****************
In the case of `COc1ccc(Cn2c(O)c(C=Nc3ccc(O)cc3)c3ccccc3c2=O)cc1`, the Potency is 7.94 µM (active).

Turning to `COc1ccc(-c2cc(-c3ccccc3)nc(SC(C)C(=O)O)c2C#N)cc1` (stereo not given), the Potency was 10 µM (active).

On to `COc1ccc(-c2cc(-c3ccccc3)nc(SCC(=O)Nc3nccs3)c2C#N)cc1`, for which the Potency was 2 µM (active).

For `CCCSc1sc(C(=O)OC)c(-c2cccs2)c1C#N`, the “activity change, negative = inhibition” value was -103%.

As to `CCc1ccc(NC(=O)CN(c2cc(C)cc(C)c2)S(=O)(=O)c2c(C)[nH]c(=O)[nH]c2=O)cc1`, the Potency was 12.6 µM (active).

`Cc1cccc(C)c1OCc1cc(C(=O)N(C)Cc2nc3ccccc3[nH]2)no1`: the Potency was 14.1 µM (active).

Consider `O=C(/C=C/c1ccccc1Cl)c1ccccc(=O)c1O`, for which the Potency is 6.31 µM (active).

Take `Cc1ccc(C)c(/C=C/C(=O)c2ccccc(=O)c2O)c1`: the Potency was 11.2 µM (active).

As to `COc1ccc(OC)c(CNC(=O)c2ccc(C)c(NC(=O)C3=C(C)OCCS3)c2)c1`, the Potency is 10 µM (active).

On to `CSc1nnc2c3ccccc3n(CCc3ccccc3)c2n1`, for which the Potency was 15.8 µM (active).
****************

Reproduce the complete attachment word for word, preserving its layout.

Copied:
In the case of `COc1ccc(Cn2c(O)c(C=Nc3ccc(O)cc3)c3ccccc3c2=O)cc1`, the Potency is 7.94 µM (active).

Turning to `COc1ccc(-c2cc(-c3ccccc3)nc(SC(C)C(=O)O)c2C#N)cc1` (stereo not given), the Potency was 10 µM (active).

On to `COc1ccc(-c2cc(-c3ccccc3)nc(SCC(=O)Nc3nccs3)c2C#N)cc1`, for which the Potency was 2 µM (active).

For `CCCSc1sc(C(=O)OC)c(-c2cccs2)c1C#N`, the “activity change, negative = inhibition” value was -103%.

As to `CCc1ccc(NC(=O)CN(c2cc(C)cc(C)c2)S(=O)(=O)c2c(C)[nH]c(=O)[nH]c2=O)cc1`, the Potency was 12.6 µM (active).

`Cc1cccc(C)c1OCc1cc(C(=O)N(C)Cc2nc3ccccc3[nH]2)no1`: the Potency was 14.1 µM (active).

Consider `O=C(/C=C/c1ccccc1Cl)c1ccccc(=O)c1O`, for which the Potency is 6.31 µM (active).

Take `Cc1ccc(C)c(/C=C/C(=O)c2ccccc(=O)c2O)c1`: the Potency was 11.2 µM (active).

As to `COc1ccc(OC)c(CNC(=O)c2ccc(C)c(NC(=O)C3=C(C)OCCS3)c2)c1`, the Potency is 10 µM (active).

On to `CSc1nnc2c3ccccc3n(CCc3ccccc3)c2n1`, for which the Potency was 15.8 µM (active).